Trapped in quarantine. How Moscow is trying to stop the coronavirus outbreak using surveillance and police
Александр Бородихин
Trapped in quarantine. How Moscow is trying to stop the coronavirus outbreak using surveillance and police
5 March 2020, 23:20

Infectious Diseases Hospital No. 1 in Moscow. Photo: Andrey Vasilyev / TASS

Moscow authorities have announced that they are introducing a “regime of heightened readiness” in the city due to the coronavirus epidemic. Mediazona has found that the city government has already activated some of the control measures at its disposal.

The usual police surveillance has been supplemented by a new system of total surveillance through facial recognition cameras. A special official, Anastasia Rakova, the deputy mayor, is personally monitoring the situation and calling from her mobile phone whenever necessary.

For those who have fallen under suspicion, a two-week isolation under strict police and medical supervision is threatened, along with fines for those who do not comply. Mediazona publishes the monologues of two Moscow residents who have found themselves under quarantine, which became a new form of home arrest for them.


We were on a flight from Milan on the 23rd and, as it turns out, we were on the same flight as this guy who is now everywhere in the news. So the entire crew and all the passengers are in the same situation as us, and some of them are in Kommunarka, homes of rest, and sanatoriums that Sergei Sergeyevich [Sobyanin] mentioned.

My girlfriend and I had a stopover in Milan, where we spent less than a day. We arrived on the 22nd and departed on the 23rd [of February]. When we arrived in Milan, they checked our temperatures with thermal imaging cameras and everything was normal. The next day we flew out, and again everything was fine. At Vnukovo, no one checked anything, no temperature changes, nothing at all.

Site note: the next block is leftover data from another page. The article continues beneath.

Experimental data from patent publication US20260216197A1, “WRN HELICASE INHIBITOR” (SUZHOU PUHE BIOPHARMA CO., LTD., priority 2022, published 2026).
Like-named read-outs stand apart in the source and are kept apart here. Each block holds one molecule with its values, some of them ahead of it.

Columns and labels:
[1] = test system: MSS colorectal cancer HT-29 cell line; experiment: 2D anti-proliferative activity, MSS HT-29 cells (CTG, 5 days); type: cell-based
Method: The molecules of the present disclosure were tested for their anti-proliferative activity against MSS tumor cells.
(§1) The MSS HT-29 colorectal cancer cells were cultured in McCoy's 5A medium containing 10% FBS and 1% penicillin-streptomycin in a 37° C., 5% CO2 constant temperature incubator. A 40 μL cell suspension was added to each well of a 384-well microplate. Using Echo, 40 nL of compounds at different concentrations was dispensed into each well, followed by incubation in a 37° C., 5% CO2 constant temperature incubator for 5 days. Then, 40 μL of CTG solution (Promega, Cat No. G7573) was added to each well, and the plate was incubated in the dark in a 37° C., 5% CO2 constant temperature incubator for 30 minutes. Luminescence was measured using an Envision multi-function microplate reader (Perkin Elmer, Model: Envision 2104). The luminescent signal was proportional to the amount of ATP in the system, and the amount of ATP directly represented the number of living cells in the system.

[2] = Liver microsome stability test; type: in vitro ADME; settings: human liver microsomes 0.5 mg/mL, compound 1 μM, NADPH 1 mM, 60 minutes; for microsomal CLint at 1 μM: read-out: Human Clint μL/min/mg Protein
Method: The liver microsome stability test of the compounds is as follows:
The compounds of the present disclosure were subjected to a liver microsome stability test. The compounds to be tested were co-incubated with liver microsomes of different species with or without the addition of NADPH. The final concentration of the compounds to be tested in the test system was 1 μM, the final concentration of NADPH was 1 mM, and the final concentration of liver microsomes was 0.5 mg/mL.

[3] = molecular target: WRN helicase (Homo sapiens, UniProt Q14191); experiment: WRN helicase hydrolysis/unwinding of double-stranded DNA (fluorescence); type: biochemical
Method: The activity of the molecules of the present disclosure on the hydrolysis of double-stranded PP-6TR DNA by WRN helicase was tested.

We went to work and lived our normal lives for a week. Then on Saturday [February 29], I received a call from someone who identified themselves as the deputy chief physician of some hospital, and they verified all my details: whether I lived where I said I did, whether I was the person I claimed to be, and whether I had been on that particular flight. We spoke; within 15 minutes, an ambulance crew arrived, took swabs from my throat and nose, and issued me a quarantine order, prohibiting me from leaving and outlining the consequences if I did. This was on March 1st.

My quarantine is for a week, although it should really be two weeks, but a week has passed since my arrival, and according to the public health guidelines, it’s two weeks from the date of arrival. A week has gone by, and they’ve put us in quarantine until March 8th. Presumably, they did all this on the same day they discovered this David guy had a suspected [virus], and started rushing around about it.

My girlfriend was in a different city [in Russia] at the time... to the point where she’s texting me that she’s on a train and losing signal: “Some woman just called me, asking me to wear a mask, wanting to know when I’ll arrive and when they can come take samples and issue the quarantine order.” Her signal cut out, and they didn’t manage to finish the conversation—she’s asking me to call back and say she’ll be in Moscow at 8am, and they can come then and do all of that. I call back, relay all of that, and ask: “Could you please identify yourself?” The woman said her name was Rakova. Her personal mobile number. When I called about my girlfriend, giving her name, the woman responded: “Ah yes, I take it you must be so-and-so then.” So they seem to have been very well informed.